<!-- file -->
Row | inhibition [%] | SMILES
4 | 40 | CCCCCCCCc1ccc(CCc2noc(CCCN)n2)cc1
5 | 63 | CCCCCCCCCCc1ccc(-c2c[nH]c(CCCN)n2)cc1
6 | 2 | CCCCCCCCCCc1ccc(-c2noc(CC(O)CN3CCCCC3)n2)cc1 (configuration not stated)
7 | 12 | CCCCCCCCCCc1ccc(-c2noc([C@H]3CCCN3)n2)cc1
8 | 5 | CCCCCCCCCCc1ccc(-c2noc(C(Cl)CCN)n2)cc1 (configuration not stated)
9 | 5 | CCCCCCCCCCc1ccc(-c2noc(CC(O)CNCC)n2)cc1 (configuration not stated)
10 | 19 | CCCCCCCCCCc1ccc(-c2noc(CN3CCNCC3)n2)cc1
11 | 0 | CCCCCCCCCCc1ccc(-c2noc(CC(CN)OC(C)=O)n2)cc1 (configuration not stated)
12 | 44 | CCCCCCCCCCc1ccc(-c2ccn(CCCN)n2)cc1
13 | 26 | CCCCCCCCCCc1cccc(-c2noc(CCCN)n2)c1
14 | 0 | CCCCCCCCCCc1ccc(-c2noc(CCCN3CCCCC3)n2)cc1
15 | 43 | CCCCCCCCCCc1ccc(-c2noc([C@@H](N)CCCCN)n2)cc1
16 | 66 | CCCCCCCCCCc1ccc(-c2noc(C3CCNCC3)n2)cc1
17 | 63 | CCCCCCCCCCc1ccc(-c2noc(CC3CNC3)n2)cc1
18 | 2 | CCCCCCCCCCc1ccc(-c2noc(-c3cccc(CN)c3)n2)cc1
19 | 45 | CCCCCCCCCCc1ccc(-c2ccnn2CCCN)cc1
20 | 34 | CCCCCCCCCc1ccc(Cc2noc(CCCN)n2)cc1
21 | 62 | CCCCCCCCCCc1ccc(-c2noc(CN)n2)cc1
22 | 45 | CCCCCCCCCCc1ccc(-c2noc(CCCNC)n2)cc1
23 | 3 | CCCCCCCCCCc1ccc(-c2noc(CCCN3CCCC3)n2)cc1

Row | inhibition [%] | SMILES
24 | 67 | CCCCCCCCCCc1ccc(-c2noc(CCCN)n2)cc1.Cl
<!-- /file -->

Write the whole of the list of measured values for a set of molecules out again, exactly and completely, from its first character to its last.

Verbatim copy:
Row | inhibition [%] | SMILES
4 | 40 | CCCCCCCCc1ccc(CCc2noc(CCCN)n2)cc1
5 | 63 | CCCCCCCCCCc1ccc(-c2c[nH]c(CCCN)n2)cc1
6 | 2 | CCCCCCCCCCc1ccc(-c2noc(CC(O)CN3CCCCC3)n2)cc1 (configuration not stated)
7 | 12 | CCCCCCCCCCc1ccc(-c2noc([C@H]3CCCN3)n2)cc1
8 | 5 | CCCCCCCCCCc1ccc(-c2noc(C(Cl)CCN)n2)cc1 (configuration not stated)
9 | 5 | CCCCCCCCCCc1ccc(-c2noc(CC(O)CNCC)n2)cc1 (configuration not stated)
10 | 19 | CCCCCCCCCCc1ccc(-c2noc(CN3CCNCC3)n2)cc1
11 | 0 | CCCCCCCCCCc1ccc(-c2noc(CC(CN)OC(C)=O)n2)cc1 (configuration not stated)
12 | 44 | CCCCCCCCCCc1ccc(-c2ccn(CCCN)n2)cc1
13 | 26 | CCCCCCCCCCc1cccc(-c2noc(CCCN)n2)c1
14 | 0 | CCCCCCCCCCc1ccc(-c2noc(CCCN3CCCCC3)n2)cc1
15 | 43 | CCCCCCCCCCc1ccc(-c2noc([C@@H](N)CCCCN)n2)cc1
16 | 66 | CCCCCCCCCCc1ccc(-c2noc(C3CCNCC3)n2)cc1
17 | 63 | CCCCCCCCCCc1ccc(-c2noc(CC3CNC3)n2)cc1
18 | 2 | CCCCCCCCCCc1ccc(-c2noc(-c3cccc(CN)c3)n2)cc1
19 | 45 | CCCCCCCCCCc1ccc(-c2ccnn2CCCN)cc1
20 | 34 | CCCCCCCCCc1ccc(Cc2noc(CCCN)n2)cc1
21 | 62 | CCCCCCCCCCc1ccc(-c2noc(CN)n2)cc1
22 | 45 | CCCCCCCCCCc1ccc(-c2noc(CCCNC)n2)cc1
23 | 3 | CCCCCCCCCCc1ccc(-c2noc(CCCN3CCCC3)n2)cc1

Row | inhibition [%] | SMILES
24 | 67 | CCCCCCCCCCc1ccc(-c2noc(CCCN)n2)cc1.Cl